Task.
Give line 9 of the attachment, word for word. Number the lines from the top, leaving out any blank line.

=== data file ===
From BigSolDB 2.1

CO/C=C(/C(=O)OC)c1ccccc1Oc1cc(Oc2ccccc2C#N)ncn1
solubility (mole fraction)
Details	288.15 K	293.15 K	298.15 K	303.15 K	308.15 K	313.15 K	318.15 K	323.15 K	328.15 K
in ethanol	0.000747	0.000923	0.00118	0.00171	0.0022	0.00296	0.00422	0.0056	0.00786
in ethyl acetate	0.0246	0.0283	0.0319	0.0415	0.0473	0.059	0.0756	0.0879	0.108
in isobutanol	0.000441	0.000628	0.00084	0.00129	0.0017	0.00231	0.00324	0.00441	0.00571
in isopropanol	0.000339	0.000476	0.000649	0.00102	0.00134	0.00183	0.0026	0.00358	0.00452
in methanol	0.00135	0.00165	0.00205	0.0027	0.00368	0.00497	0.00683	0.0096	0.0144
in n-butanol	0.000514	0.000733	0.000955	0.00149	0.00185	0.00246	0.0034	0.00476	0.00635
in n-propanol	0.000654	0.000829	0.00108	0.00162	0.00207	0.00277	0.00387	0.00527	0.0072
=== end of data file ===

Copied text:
in methanol	0.00135	0.00165	0.00205	0.0027	0.00368	0.00497	0.00683	0.0096	0.0144